A logo is not your brand, nor is it your identity. Logo design, corporate identity design and branding all have different roles, that together, form a perceived image for a business or product.
A logo identifies a company or product via the use of a mark, flag, symbol or signature. A logo does not sell the company directly nor rarely does it describe a business. Logo’s derive their meaning from the quality of the thing it symbolises, not the other way around – logos are there to identity, not to explain. In a nutshell, what a logo means is more important than what it looks like.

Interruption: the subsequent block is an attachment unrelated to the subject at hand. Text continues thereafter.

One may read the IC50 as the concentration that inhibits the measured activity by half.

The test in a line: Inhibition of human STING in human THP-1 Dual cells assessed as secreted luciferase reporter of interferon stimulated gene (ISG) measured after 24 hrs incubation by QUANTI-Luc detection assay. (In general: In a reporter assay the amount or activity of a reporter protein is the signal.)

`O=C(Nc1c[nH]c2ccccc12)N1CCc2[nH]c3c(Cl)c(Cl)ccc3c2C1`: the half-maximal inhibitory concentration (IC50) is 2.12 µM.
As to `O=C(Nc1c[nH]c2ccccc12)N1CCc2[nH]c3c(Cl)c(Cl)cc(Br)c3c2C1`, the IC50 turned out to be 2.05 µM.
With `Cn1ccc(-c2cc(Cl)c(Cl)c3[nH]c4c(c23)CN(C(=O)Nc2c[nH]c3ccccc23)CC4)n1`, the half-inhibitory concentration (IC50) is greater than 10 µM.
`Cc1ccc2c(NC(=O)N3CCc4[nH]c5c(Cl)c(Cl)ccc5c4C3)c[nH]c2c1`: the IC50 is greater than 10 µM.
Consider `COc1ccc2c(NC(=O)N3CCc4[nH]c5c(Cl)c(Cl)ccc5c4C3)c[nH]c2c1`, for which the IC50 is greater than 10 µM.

To illustrate this concept, you may compare it to the concept of people. We prefer to be called by our names – Ben, Annetjie, Peter – rather than by the confusing and forgettable description of ourselves such as “the guy who always wears black and has blue hair”. In this same way, a logo should not literally describe what the business does but rather, identify the business in a way that is recognisable and memorable and is also important to note that only after a logo becomes familiar, does it function the way it is intended to do much alike how we much must learn people’s names to identify them.
What makes a good logo? A good logo is distinctive, appropriate, practical, graphic, simple in form and conveys an intended message.
An effective logo is (in no particular order):
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